Monthly Archives: November 2013

Assistive Technology to Help with Your Holiday Feast


By MATP Staff Member Laura Hall

Thanksgiving plate with turkey, stuffing, and greens

Typically, when I spent Thanksgiving with family, I am asked to bring either rolls or a pre-made dessert. I love my family, but I think this is their polite way of saying, “thanks, but no thanks” to anything I might actually attempt to cook. Although I have been experimenting more with cooking lately (see my previous blog “Now I’m Cookin’!”) I’m still nervous about contributing anything self-prepared to a big family meal. This year, for a variety of reasons, rather than getting together with family, I will be having a quiet Thanksgiving at home with my boyfriend. We thought this might be the perfect opportunity for us to both try cooking a turkey for the first time with other holiday fixings.

The idea of cooking a smaller Thanksgiving meal hasn’t really lessened my anxiety, (after all, I still could poison my boyfriend) but I am determined to approach this challenge with a plan (and a backup plan…pizza). I have been gathering ideas for assistive technology I can use to prepare the meal from a webinar that the Michigan Assistive Technology Program (MATP) held called Tools for Independence: Holiday Cooking.  The webinar, facilitated by Joanne Feutz and Renee Thompson of Disability Advocates of Kent County, features AT for all aspects of holiday cooking, from preparing the meal to serving it.  They give invaluable tips for thinking about your kitchen layout, energy conservation, and devices you can use to make the job easier.

Boning knife with blade at a 90 degree angle to the yellow handle

For example, I learned that it is much easier to peel potatoes after they are cooked, and that tools, like a right angle knife, already exist to relieve stress on your muscles and joints.  If you’re a person with a disability, someone who is looking to create better access for a family member at the dinner table, or even just curious about ways to lighten your load this Thanksgiving, I encourage you to check it out.

I’m not sure how my holiday meal will turn out, but I’m glad to know that there is AT out there to help.  What assistive technology do you use for holiday cooking?  Have any tips?  Please share!  Most importantly, have a great Thanksgiving and a wonderful holiday season.


Have you had MRSA? Your CPAP might have it too!


Microscopic picture of MRSA which looks like small yellow sphereBy MATP Staff Member Aimee Sterk

Since having MRSA four times this summer, I’ve learned a lot more about the bug and cleaning than I ever knew I needed to know. An urgent care doc informed me that 5 years ago, about 5% of abscesses they saw were positive for MRSA, now it is more like 70%. In asking around and talking to friends, I found 3 other friends had recently battled it themselves or their kids had it. Working in the disability field, and having several disabilities myself, I wanted to mount a serious battle against this bacteria, so I asked for a referral to an infectious disease doc after my second round of MRSA.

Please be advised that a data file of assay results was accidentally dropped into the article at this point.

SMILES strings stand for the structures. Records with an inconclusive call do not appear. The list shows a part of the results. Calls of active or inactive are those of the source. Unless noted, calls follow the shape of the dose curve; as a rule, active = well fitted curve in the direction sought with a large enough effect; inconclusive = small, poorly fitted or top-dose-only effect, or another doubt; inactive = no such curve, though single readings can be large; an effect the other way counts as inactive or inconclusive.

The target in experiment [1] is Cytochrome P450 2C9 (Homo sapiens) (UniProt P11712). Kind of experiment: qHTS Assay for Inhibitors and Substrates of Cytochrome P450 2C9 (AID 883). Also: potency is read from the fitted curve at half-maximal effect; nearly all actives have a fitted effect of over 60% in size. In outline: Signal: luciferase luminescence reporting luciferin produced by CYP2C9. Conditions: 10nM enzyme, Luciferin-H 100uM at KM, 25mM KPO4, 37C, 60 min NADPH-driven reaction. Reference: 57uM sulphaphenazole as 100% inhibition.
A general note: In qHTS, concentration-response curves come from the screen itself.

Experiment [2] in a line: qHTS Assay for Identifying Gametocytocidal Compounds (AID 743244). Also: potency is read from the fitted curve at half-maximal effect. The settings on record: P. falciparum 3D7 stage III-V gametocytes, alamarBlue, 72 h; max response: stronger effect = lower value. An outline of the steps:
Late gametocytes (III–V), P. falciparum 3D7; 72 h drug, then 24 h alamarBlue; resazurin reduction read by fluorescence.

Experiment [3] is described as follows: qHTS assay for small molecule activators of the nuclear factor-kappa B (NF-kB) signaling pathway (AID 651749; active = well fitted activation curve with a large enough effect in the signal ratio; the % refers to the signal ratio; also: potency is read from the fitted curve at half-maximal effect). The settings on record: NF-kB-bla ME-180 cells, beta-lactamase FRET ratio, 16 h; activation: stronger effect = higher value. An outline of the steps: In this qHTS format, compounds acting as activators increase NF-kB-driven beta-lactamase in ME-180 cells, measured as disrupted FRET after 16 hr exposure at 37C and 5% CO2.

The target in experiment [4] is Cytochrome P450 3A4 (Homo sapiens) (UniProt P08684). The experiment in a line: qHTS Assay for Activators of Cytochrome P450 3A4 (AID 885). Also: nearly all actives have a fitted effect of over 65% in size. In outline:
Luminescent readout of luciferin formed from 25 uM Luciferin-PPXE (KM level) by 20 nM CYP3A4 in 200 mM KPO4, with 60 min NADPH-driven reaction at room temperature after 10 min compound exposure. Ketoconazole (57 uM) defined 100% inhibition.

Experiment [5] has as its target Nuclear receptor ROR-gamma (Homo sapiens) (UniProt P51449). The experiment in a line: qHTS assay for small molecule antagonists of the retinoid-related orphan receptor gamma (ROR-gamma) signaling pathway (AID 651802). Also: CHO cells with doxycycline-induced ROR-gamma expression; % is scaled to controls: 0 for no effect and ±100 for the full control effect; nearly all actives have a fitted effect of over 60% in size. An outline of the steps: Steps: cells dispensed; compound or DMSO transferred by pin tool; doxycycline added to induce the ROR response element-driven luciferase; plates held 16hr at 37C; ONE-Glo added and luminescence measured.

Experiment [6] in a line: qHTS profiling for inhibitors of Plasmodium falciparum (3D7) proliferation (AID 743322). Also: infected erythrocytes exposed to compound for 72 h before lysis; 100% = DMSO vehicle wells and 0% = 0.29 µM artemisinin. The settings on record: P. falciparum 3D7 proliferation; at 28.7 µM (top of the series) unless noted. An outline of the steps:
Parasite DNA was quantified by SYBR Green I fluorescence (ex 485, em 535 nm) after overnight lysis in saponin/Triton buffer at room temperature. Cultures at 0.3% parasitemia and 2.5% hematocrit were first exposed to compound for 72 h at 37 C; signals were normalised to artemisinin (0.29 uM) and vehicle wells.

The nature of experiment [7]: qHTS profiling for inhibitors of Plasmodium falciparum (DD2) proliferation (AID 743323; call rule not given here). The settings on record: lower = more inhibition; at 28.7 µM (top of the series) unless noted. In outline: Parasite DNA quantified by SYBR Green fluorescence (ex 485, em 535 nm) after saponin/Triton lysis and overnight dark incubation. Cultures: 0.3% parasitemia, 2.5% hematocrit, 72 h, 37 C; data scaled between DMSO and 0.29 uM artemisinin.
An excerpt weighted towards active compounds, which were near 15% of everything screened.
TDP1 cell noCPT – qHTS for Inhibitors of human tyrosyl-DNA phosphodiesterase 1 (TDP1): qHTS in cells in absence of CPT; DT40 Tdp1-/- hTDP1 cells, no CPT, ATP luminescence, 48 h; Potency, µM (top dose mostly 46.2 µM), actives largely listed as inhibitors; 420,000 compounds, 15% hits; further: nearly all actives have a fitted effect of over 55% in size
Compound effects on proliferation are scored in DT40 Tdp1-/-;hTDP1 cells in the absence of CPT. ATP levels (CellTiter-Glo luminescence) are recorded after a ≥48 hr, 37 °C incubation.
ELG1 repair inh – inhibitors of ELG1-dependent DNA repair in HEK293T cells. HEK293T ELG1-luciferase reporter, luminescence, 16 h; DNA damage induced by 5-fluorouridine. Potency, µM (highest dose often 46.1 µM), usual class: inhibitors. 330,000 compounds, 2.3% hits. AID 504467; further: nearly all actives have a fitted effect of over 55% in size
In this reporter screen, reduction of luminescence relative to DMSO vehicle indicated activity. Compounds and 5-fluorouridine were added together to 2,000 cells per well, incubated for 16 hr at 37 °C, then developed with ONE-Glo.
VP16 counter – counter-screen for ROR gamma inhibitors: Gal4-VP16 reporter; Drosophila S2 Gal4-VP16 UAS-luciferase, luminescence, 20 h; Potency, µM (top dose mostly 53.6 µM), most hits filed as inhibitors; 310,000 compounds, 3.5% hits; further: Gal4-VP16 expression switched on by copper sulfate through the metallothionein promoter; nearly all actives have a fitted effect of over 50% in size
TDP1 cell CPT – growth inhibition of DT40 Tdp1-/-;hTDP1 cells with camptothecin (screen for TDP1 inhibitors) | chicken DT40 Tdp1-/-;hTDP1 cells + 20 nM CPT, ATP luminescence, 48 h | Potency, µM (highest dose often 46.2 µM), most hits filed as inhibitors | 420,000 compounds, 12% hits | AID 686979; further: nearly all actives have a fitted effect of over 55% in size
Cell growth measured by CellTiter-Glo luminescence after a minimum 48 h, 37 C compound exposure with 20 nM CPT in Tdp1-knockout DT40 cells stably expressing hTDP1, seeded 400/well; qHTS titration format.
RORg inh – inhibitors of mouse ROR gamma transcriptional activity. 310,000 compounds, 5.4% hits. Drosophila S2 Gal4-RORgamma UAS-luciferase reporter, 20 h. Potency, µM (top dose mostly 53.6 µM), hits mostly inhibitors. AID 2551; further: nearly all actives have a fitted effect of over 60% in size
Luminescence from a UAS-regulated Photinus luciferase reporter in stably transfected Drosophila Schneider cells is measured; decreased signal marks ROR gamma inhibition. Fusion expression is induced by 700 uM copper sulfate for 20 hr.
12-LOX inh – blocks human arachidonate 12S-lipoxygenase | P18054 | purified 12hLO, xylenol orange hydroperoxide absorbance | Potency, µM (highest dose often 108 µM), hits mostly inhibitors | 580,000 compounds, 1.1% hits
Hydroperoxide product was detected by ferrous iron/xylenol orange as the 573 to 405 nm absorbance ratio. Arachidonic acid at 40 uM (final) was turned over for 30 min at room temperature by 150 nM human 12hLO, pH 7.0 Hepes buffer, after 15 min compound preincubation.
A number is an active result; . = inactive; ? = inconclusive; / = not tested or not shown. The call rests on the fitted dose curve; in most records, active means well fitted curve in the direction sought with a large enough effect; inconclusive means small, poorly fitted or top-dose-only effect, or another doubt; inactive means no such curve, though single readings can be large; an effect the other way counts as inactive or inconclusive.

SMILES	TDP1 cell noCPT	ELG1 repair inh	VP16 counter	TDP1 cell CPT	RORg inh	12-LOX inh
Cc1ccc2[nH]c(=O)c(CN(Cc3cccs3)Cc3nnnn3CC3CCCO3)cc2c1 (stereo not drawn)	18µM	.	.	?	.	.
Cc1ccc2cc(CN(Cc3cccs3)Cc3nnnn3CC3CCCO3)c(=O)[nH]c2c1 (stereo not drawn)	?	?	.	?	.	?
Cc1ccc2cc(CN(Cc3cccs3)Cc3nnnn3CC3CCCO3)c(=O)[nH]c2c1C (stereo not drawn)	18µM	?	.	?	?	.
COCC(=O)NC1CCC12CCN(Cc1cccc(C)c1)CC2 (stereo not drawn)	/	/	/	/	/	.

The infectious disease doc recommended I bathe in a bleach bath twice weekly or take a hibiclens shower twice weekly and also told me to wipe down high touch areas in the bathroom with Clorox wipes. He said I should wash my sheets weekly and wash towels twice weekly in hot water. I did all these things and still got MRSA again. I had to go on some powerful antibiotics for a month.

I  learned from the infectious disease doc that MRSA likes warm, moist environments. Then, while visiting local medical establishments at several locations, I noticed that they had filled in all of the fountains at with dirt and potted plants. I asked one of the hospital staff members if that was because of MRSA—it was.

This got me thinking. MRSA colonizes on the skin and in your nose. I had completed a round of nasal antibiotics, but every night I used a cpap that has—warm, moist air. I called the Respironics Cpaprespiratory therapist who helped me pick out my CPAP and asked if the hibiclens I was using to clean my body and CPAP was enough. He did a little research and informed me that MRSA forms a biofilm on items and needs a cleaning method with scrubbing action or a formula specifically designed to clean it. He had worked in home care and knew Control III   fit the bill. Since then, I have been cleaning my CPAP weekly with Control III and haven’t had another a no sign over a picture of MRSA and the word MRSAoutbreak.

Control III is kind of expensive, so if you cannot afford it, check with your doctor or respiratory therapist about bleach solutions and scrubbing options.

Here’s to battling the superbug MRSA together!


“Hearing” Pride and Power: Captions


A coworker came to me with a problem the other day. She’d created a short video about disability pride called “Pride and Power” as part of a project for Digital Storytelling a few years ago. In the “Many Faces, One Voice” digital storytelling project, we taught people to use free software to produce a 3- 5 minute video to tell their story and we also made sure the videos had captions.the symbol for closed captioning a box with CC in it.